And to enlighten you here again, the Puranas tells us that even Brahama and
Shiva try there best to take birth as human beings on the planet earth in the
Kali Yuga, because _only_ in this age can one practice the bhakti-yoga so
easily, which is the culmination of *ALL* yogas including jnana-yoga, and
attain prema-bhakti which even they consider to be beyond 'moksha' <sigh>
|> > Nothing can be further from the truth! All of the great
|> > devotees of Krishna were bhaktas, not impersonalists.
|> Which proves nothing. It is possible to attain moksha without Krshna who
|> is only one of the saguna forms of Brahman.
I suggest that you do some homework before you say such outrageous things.
What you have said only reflects the views of some advaita schools.
According to dvaita and acintya-bhedaabheda-tattva, both nirguna and saguna
brahman are merely two of the several features of the 'Bhagavan' -- the Supreme
Personality of Godhead who is the Absolute Truth.
|> > If we are to interpret the scriptures literally, then we have to believe
|> > that God is personal. This is a conclusion that is easily evident from
|> > reading Srimad Bhagavatam or Bhagavad Gita.
|> Or from the Vedas, or the Vedangas, or the Upavedas, or the Mahabharata or
|> the Ramayana or the Puranas or the Dharmashastras. I do not deny that
|> God can be personal. The trouble is that while some shastras proclaim
|> that Vishnu is supreme, others proclaim the glories of Shiva or Devi or
|> Ganesh. If the Personal aspect of God is all their is, some of the
|> shastras contradict each other. The Bhagavat is only one of 18 puranas.
|> The Gita is only one small part of the Mahabharata. One has to look at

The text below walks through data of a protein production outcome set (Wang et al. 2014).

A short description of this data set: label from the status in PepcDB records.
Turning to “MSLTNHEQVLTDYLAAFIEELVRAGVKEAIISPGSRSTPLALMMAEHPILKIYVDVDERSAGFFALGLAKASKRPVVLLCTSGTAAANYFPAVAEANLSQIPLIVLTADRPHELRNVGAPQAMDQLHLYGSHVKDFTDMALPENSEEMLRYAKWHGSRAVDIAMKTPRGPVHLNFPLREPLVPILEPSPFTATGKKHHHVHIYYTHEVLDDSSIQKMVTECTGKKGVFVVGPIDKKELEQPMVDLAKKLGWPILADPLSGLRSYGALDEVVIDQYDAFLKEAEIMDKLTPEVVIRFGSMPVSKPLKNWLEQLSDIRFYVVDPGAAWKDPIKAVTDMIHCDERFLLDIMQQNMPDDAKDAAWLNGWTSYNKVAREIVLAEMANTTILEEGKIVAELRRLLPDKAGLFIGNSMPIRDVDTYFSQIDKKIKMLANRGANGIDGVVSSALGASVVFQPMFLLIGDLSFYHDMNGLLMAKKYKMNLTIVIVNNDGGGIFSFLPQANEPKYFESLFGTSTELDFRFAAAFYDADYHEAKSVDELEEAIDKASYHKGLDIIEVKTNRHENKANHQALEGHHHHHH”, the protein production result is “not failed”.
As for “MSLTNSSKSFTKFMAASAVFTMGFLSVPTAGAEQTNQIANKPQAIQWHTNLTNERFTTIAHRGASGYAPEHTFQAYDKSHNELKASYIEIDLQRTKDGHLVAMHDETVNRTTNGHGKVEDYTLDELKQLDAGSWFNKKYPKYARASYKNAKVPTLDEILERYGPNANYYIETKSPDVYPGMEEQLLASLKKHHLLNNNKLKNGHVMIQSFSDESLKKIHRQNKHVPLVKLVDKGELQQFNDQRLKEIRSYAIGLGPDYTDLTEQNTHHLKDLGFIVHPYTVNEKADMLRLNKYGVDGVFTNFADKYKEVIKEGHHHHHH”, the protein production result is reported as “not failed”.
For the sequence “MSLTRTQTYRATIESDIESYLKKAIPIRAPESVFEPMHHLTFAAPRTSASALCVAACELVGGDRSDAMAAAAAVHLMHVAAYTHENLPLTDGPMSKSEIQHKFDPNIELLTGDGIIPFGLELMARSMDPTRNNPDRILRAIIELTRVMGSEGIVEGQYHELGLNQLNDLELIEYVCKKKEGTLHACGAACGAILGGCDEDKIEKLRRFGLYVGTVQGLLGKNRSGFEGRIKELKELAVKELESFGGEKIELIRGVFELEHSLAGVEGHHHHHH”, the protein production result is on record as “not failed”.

|> the whole picture rather than small pieces.
Although the issue of some scriptures claiming petty demigods like Shiva, Durga,and even Ganesha! as god is extremely *foolish*, nonetheless a lot of ignorant
people uphold such views.
So, I will deak with it _explicitly_ in seperate post.
(please read "Is this irreligious" if interested)
|> > If you call yourself a follower of the Vedic shastras, then where do you
|> > get off expressing an idea that is so obviously in conflict with them?
|> And where do you get off expressing ideas in conflict with the other
|> puranas? (Which were also written by Veda Vyas.)
There is NO conflict in any of the Puranas.
Please substanciate your claim BY CITING VERSE(S) FROM SOME PURANA(S) in case
you disagree with my statement and I will show you why you are wrong.
|> > In the Gita, Krishna very clearly tells Arjuna "Worship Me, Be completely
|> That's because devotion won't get him to merge with the impersonal
|> Brahman. Only Jnana can do that.
FYI, a devotee considers it GREAT SIN to even contemplate about the idea of
merging with the impersonal brahman which is only an inferior aspect of the
Param-Purusham -- Bhagavan.
|> I did not suggest that all Bhaktas were ignorant and week. I said Bhakti